The U.S. Environmental Protection Agency has proposed an expansive rule that would impose additional requirements at petroleum refineries. The proposed rule (which spans 813 pages) is scheduled to be published in the Federal Register, and interested parties will have 60 days from publication to file public comments.
The proposal is a response to a lawsuit from environmental and public health groups alleging that EPA missed statutory deadlines to review the existing refinery Maximum Achievable Control Technology (MACT) rules. EPA settled the litigation, agreeing to either propose additional regulations or propose a determination that additional regulations are not necessary. EPA has decided to propose additional regulations and is required to take final action on the proposal by April 17, 2015.
The proposal has several new requirements for petroleum refineries, including:
- New requirements for:
- storage tanks, including expanding the universe of tanks required to comply with the most stringent level of controls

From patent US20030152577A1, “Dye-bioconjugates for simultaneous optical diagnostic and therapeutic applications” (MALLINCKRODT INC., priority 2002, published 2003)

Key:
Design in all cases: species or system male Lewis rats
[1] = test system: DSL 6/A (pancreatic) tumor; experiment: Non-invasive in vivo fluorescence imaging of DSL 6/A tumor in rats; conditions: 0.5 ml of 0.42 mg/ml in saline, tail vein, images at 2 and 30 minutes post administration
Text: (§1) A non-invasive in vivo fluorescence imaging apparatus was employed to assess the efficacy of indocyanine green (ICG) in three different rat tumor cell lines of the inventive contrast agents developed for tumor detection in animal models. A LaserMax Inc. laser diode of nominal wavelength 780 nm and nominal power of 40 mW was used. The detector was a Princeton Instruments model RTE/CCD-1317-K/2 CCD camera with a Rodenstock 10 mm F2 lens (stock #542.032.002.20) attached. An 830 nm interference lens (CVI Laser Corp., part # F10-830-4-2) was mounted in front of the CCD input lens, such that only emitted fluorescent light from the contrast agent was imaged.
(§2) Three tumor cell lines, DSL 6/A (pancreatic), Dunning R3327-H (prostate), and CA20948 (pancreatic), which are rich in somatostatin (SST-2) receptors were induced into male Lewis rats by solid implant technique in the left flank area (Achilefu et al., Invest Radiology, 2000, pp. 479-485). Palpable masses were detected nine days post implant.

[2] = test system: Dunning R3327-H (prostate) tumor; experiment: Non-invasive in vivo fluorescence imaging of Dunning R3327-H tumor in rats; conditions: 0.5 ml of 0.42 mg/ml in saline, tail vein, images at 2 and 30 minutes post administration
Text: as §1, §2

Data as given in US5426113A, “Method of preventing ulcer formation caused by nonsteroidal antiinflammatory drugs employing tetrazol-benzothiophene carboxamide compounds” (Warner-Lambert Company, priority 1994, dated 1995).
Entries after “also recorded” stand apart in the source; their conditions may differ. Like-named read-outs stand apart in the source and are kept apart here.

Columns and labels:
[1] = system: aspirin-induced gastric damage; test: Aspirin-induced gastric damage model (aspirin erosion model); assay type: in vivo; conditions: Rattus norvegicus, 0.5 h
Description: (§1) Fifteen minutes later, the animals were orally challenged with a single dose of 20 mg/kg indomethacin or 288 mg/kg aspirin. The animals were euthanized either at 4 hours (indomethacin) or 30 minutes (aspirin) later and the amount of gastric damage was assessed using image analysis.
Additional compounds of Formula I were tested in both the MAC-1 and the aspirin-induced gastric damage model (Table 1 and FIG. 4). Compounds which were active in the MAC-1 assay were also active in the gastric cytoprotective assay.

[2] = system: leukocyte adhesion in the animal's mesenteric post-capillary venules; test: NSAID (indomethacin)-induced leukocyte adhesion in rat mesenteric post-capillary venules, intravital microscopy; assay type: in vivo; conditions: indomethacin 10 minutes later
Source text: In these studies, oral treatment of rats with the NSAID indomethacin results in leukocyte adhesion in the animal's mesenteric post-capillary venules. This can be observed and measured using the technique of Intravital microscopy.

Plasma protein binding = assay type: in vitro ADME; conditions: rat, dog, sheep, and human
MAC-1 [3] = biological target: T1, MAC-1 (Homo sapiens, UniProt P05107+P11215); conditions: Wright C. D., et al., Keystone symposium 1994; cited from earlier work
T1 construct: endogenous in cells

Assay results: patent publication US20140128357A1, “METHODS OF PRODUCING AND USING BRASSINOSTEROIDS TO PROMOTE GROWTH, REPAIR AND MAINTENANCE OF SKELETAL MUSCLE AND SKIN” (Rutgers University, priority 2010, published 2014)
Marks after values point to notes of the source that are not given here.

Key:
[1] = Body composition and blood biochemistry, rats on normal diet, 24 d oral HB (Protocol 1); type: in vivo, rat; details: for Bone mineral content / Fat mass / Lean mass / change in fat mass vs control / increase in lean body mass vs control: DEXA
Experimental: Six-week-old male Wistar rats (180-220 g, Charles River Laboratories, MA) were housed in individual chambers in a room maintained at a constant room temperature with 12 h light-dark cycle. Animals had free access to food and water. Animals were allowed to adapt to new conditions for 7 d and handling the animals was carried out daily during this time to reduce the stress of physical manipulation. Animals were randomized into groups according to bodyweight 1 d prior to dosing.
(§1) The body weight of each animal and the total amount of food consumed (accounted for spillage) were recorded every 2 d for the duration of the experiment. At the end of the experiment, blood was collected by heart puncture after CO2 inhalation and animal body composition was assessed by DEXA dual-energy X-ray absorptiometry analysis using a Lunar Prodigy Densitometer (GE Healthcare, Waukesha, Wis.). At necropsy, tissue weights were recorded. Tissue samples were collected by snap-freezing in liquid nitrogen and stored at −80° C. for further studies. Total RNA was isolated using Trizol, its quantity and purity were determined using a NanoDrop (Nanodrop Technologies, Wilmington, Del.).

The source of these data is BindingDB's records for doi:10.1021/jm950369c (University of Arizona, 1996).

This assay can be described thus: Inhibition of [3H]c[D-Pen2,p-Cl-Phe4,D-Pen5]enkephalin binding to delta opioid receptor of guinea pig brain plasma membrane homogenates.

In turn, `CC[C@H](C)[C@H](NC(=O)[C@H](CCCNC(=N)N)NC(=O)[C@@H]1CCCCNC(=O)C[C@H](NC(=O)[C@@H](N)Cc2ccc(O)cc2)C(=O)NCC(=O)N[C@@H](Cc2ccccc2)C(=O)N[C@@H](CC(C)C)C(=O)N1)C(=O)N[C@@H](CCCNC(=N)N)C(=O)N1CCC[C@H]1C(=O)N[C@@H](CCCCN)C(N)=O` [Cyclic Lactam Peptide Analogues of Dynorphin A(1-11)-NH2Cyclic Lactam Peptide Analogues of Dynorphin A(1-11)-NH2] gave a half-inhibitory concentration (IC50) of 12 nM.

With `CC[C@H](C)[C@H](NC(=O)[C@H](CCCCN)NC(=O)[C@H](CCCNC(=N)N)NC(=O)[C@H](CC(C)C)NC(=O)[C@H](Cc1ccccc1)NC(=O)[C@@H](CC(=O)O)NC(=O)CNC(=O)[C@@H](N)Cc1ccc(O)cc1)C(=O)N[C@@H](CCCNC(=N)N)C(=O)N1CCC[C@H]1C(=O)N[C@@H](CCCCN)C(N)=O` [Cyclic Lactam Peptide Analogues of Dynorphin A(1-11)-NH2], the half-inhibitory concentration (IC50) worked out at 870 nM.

- flares, including the installation of new flare monitoring equipment that can monitor and adjust assist gas addition rates
- coking units, including new work practice standards for Delayed Coking Units
- Fenceline monitoring, data for which “will be made available to the public through the EPA’s electronic reporting and data retrieval portal…”
- An annual average Benzene concentration standard measured at the refinery fenceline
Notably, the rule also proposes to completely eliminate exemptions to emission limits during periods of startup, shutdown, and malfunction. Though EPA is proposing alternate standards during startup and shutdown for “a few select emission sources,” EPA expects “facilities can meet nearly all of the emission standards in Refinery MACT 1 and 2 during startup and shutdown, including the amendments [EPA is] proposing in this action.”
EPA also requires sources to comply with the standards during period of malfunction. EPA included affirmative defenses to malfunction violations in previous MACT rules. However, in light of a recent D.C. Circuit decision vacating the affirmative defense provision in the Portland Cement MACT (NRDC v. EPA, No. 10-1371 (D.C. Cir. April 18, 2014)), EPA did not include an affirmative defense in this rule, instead relying on its “case-by-case enforcement discretion to provide flexibility, as appropriate.”